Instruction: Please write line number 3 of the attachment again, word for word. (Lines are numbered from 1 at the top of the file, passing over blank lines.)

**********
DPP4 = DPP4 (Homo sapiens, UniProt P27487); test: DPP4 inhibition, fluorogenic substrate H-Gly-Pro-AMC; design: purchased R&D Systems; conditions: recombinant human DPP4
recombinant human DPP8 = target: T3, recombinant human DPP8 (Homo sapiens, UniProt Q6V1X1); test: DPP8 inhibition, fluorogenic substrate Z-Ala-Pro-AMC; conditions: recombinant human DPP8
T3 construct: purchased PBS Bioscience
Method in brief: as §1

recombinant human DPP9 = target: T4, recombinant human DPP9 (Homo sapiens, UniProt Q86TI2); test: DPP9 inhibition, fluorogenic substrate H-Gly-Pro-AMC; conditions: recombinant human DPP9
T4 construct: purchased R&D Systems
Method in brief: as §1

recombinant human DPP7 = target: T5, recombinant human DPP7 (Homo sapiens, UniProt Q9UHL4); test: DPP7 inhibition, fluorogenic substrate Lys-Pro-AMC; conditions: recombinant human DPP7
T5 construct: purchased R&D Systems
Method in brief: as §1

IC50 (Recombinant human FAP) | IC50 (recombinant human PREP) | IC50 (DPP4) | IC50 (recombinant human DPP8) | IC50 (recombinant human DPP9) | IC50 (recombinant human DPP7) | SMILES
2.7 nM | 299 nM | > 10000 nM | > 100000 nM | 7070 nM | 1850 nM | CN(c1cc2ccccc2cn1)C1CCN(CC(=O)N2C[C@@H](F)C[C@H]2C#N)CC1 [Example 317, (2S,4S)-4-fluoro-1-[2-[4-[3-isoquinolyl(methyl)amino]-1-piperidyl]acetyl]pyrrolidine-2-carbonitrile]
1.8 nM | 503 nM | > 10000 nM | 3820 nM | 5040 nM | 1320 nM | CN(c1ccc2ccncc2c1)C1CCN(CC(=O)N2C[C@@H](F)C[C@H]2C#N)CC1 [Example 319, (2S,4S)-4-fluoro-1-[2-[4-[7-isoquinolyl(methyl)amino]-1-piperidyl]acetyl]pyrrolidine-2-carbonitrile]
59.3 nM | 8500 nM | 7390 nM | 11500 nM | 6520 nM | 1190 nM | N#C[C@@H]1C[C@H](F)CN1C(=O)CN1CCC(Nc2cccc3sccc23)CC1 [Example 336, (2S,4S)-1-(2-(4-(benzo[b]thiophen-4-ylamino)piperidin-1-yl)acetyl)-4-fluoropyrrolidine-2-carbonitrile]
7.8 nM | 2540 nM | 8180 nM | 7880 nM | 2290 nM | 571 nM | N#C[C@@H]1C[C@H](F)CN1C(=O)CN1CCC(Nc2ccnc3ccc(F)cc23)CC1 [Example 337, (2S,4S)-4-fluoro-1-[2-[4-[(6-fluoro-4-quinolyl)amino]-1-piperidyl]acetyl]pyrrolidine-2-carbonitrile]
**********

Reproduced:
T3 construct: purchased PBS Bioscience